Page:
This time around, the resale frenzy is being driven quite simply by Sydney’s phenomenal rate of consistent price growth, and is most evident in high-end neighbourhoods such as Bondi Junction, Darlinghurst, Hyde Park and The Rocks.
Bennett says a two bedroom apartment that might have set you back $720k when you bought OTP three years ago, would now typically be worth around $900,000 plus.
“Sometimes it’s people who intended to be owner-occupiers and sometimes it’s investors, who were very strong in the market back then,” he says.
One of the reasons these luxury apartments are likely selling for such lofty profit margins just a few years on from being acquired OTP, is because people still want to see the finished product before committing to a purchase, even if it means paying more.
Earlier this year for instance, a penthouse apartment in the Barangaroo complex resold for $12.5 million just prior to settlement, after being initially purchased OTP by an Australian ex-pat, for $10.5 million in 2013.
But as with everything to do with the Sydney real estate market of late, this OTP apartment cash cow certainly couldn’t be considered “the norm” within such a notoriously speculative sector.
Real estate group CBRE director Murray Wood says profit on OTP resales tends to be very project-specific and is far more likely to occur at the premium end of the market.
“We are seeing some speculator activity, but it is confined to property with a point of difference and where supply is tight,” says Wood.
And of course, what happens in Sydney is entirely different to what industry insiders are seeing in other parts of the country.
Others in the sector warn that this bricks and mortar bonanza won’t continue indefinitely.
Principal of Harris partners in Sydney’s inner-west Peter O’Malley says one in six Brisbane resellers are currently looking at losses due to an apartment glut.
“As an investment strategy, it’s flawed,” he told Domain. “It’s dependent on strong price growth and, at this stage in the cycle, that looks unlikely to continue.”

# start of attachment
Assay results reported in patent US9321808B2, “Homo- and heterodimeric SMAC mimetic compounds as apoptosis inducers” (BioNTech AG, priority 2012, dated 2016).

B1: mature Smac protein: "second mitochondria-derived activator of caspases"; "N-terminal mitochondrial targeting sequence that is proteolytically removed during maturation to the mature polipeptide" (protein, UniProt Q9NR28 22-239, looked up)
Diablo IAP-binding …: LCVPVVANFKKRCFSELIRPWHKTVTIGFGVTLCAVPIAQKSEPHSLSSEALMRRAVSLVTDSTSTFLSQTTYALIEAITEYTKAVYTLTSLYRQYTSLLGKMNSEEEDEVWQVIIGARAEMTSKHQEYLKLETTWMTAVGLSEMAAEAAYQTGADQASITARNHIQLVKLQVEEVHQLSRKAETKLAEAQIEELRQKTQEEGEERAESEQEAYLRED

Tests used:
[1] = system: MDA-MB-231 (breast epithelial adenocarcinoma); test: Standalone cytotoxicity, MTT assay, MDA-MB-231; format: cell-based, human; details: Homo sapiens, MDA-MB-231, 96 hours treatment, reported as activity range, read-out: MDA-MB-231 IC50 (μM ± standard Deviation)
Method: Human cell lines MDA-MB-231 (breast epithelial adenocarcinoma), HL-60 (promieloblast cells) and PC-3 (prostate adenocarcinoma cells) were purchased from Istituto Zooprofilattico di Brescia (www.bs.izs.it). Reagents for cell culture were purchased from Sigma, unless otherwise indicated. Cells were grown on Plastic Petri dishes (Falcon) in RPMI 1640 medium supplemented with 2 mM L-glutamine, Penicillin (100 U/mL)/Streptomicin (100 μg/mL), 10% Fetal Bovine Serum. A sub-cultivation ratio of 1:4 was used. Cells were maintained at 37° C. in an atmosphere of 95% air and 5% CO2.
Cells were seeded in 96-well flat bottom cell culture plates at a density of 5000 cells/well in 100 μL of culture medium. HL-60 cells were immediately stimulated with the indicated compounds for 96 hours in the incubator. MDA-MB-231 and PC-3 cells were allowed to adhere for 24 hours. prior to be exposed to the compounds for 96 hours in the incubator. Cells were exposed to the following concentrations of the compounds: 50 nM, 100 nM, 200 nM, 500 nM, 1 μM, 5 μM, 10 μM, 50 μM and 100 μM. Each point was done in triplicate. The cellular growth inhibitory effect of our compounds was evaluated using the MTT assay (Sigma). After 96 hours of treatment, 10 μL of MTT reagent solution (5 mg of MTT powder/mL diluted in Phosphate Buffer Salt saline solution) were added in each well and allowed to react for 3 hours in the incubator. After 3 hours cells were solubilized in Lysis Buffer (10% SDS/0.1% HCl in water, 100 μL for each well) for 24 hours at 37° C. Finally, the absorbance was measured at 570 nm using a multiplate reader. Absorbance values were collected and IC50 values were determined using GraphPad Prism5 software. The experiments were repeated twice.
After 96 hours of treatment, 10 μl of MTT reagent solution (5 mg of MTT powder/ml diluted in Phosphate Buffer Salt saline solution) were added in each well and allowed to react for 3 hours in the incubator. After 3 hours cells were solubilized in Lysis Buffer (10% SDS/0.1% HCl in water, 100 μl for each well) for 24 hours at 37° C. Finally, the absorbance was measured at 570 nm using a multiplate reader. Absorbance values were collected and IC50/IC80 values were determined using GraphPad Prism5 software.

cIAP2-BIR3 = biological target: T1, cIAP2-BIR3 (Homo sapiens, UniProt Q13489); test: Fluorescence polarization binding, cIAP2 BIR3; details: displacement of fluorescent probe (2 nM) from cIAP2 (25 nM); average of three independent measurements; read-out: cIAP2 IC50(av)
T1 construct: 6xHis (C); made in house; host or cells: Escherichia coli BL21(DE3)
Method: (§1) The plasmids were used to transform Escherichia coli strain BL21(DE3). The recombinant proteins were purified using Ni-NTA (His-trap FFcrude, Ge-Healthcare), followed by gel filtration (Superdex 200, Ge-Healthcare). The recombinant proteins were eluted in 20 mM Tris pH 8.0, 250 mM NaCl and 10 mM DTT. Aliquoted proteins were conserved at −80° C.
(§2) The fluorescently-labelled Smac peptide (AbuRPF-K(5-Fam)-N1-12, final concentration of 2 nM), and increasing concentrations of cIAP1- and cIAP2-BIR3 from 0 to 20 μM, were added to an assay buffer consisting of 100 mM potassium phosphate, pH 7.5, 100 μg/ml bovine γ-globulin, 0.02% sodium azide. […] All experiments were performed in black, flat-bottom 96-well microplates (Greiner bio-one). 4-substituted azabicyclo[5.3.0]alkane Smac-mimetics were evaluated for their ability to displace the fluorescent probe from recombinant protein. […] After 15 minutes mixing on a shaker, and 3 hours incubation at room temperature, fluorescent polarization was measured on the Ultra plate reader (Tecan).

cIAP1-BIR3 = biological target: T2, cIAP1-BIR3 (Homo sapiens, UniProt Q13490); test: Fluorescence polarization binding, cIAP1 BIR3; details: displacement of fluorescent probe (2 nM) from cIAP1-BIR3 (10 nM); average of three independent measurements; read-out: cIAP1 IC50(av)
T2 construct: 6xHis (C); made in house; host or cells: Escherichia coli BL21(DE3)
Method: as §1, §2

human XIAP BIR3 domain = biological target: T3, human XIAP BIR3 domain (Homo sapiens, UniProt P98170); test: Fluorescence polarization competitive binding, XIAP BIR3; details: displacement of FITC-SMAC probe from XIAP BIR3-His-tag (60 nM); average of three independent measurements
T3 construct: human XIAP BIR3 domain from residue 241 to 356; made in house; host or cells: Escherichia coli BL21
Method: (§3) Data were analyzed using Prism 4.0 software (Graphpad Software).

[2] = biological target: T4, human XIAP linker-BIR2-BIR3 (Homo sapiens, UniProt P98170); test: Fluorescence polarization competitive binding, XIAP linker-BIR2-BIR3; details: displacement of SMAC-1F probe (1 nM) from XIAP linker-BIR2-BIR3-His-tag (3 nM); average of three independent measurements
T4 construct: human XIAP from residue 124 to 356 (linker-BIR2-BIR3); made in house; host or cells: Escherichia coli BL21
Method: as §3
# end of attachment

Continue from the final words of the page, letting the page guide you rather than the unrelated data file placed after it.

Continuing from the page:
So…should you, or shouldn’t you?
As always, the consideration of what you purchase and when should be based on your investment strategy and objectives as a priority. If those objectives lead you to question whether buying off the plan is a viable option for you, there are a few things the experts say you need to consider.
Firstly, who is the developer? What quality of product are they known for and what type of price are they asking? And following that, how does that price compare to the broader market? Are you paying a premium?
Some in the industry will swear black and blue that new apartments always represent an over-priced, high risk investment, irrespective of where or when you’re looking at buying one.
On the other hand, some seasoned investors have no doubt made a pretty penny buying new stock in those million dollar plus price brackets.
Brisbane based research manager for PRDnationwide, Diaswati Mardiasmo says the question of whether new apartments are overpriced or not, “depends on the area and how many off the plan apartments are being built.”
At the end of the day, it’s always a question that only the investor can answer. But I think it’s interesting that when things are slightly off kilter, in terms of the overall property fundamentals, we see remarkable gains being made in an otherwise ‘riskier’ market. Perhaps there’s a message in there somewhere…